Saturday, May 29, 2010

On Location, Day One

Arriving for my first day on location in El Paso, I found someone's home in a quiet riot of film equipment, props, food, laptop computers, scattered everywhere. A small crew of about a dozen and a couple of actors welcomed me and quickly ducked back into frenzied preparation. The sun was beginning to set and every minute was expensive.

Even so, the mood was happy. The week had gone well, I was told by various people. Apparently the worst mishap occurred during a scene where the heroine and the younger lead male break into a house by smashing a window with a brick. The window pane was far tougher than anticipated, requiring several assaults before the brick finally destroyed the glass and landed square in the director's chest.

Preparation and performance are both very different when working for camera instead of on stage. Being a theatre guy all my life, the film set is still an unfamiliar environment. The friendly atmosphere helps, with everyone moving briskly yet cheerfully along, and the director making decisions quickly and calmly; and, happily, giving the actors the best kind of notes: short, specific, and clear. "A little faster," he might tell me, letting me work it out myself. "Look from him to her, check them both out." I love notes like this.

We worked outdoors until we lost the sunlight. At times, the crew had to rearrange lights, camera, and dollies with all the speed of the Keystone Kops, yet the director sauntered around calmly, teasing his crew and gently deflecting the entreaties of his A.D. to move things even faster.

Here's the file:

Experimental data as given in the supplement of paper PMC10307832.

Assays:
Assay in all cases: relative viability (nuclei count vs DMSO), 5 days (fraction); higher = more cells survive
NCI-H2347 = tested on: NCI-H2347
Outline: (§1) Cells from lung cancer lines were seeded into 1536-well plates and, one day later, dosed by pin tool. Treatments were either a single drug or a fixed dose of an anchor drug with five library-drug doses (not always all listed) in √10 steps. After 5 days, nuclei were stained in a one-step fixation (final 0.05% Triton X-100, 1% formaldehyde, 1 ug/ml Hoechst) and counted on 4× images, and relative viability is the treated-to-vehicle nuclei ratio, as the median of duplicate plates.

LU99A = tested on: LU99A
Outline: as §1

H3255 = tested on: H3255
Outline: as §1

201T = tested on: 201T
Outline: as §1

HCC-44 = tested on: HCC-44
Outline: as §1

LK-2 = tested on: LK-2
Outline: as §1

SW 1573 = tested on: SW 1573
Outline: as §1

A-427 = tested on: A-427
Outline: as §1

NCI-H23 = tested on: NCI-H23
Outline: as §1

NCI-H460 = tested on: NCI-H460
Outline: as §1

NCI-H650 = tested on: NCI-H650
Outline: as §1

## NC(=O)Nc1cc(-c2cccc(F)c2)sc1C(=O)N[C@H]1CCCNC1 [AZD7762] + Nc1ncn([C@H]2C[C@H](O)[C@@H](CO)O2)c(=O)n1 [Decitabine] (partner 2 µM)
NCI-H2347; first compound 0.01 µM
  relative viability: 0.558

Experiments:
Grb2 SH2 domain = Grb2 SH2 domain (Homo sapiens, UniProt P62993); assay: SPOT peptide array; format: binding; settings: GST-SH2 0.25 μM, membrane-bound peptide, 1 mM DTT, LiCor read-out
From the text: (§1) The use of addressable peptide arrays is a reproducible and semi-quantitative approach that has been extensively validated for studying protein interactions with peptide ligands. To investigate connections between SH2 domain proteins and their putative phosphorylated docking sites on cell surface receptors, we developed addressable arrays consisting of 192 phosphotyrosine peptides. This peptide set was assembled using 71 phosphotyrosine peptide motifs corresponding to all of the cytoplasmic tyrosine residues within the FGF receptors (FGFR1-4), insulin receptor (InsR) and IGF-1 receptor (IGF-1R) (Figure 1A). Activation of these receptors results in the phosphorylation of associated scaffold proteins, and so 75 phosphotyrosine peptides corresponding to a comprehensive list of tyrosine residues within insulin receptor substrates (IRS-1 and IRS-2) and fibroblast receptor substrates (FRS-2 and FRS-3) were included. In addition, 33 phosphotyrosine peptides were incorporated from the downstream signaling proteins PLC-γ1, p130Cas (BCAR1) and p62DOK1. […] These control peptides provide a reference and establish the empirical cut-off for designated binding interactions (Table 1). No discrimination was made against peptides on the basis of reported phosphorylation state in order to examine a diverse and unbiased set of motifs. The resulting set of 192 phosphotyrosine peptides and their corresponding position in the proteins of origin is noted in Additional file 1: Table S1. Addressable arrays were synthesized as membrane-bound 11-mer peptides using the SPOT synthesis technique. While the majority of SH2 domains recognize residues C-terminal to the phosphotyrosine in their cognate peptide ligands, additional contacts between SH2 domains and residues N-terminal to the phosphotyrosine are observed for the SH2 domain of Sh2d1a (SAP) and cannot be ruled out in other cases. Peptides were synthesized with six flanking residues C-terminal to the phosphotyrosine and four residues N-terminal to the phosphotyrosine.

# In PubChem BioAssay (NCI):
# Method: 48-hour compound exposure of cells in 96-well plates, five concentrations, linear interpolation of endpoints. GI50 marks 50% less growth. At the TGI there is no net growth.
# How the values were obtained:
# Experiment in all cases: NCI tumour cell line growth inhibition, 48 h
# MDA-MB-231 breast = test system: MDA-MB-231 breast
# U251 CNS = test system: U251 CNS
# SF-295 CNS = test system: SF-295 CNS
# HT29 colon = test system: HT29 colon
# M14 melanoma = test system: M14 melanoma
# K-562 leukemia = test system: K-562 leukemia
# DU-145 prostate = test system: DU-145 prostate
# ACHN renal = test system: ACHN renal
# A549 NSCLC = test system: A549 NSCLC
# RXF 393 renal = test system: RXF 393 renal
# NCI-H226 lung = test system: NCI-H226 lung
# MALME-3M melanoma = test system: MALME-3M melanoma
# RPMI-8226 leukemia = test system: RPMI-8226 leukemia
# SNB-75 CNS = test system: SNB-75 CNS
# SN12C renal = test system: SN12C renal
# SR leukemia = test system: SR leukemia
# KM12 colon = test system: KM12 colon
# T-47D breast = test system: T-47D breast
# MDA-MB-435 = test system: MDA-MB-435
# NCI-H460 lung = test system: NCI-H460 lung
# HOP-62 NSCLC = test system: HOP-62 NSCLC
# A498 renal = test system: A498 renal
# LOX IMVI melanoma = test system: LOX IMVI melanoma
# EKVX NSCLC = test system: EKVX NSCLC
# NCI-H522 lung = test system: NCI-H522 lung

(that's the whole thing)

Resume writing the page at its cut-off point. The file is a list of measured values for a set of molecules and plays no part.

For the most part, when we had to stop it was because of the sounds around the neighborhood or the nearby freight train. Can't really have these ambient sounds in an end-of-the-world movie.

The other two actors were well prepared and focused, so our work went smoothly.

At one point, the actor playing our heroine squawked in protest. A bird had just crapped on her. Makeup was summoned to her rescue, restoring her dignity (and hair and makeup) in a jiffy.

We lost the sunlight at last, and moved indoors to film a kitchen scene. The lighting for this shot seemed to take forever, but I snuck a peek at the director's monitor and the effect is well worth it. Well past eight o'clock at night, we began shooting the scene, which takes place in the morning. With some deft lighting, they created the effect of morning sunshine coming through slatted windows as the other two actors cook breakfast. It's an impressive illusion.

Sometime before ten o'clock, the director called it quits for the night -- early enough for me to drive back to Deming. Back in my own bed by midnight.


Kelly said...

Interesting stuff. The closest I've come to stage or screen was working lights during a college production once.

Kyle Lovett said...

That is so cool. You aren't going to go all Hollywood on us, are ya? :-)